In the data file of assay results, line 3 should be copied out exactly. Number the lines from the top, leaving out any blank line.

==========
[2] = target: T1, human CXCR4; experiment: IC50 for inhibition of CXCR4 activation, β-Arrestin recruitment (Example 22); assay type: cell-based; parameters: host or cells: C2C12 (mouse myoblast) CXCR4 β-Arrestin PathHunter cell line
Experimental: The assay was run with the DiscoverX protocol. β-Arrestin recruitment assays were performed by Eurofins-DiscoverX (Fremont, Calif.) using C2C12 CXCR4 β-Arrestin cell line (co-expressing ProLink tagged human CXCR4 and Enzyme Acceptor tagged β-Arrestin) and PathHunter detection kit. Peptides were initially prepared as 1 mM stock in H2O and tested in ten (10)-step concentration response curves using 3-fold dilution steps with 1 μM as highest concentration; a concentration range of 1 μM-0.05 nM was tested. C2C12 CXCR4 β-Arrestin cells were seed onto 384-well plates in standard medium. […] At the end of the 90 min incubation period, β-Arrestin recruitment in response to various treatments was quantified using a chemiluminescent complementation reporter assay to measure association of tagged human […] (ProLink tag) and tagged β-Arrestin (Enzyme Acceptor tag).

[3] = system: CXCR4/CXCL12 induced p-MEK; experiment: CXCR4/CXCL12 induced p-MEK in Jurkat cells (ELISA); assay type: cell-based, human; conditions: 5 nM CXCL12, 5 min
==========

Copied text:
[3] = system: CXCR4/CXCL12 induced p-MEK; experiment: CXCR4/CXCL12 induced p-MEK in Jurkat cells (ELISA); assay type: cell-based, human; conditions: 5 nM CXCL12, 5 min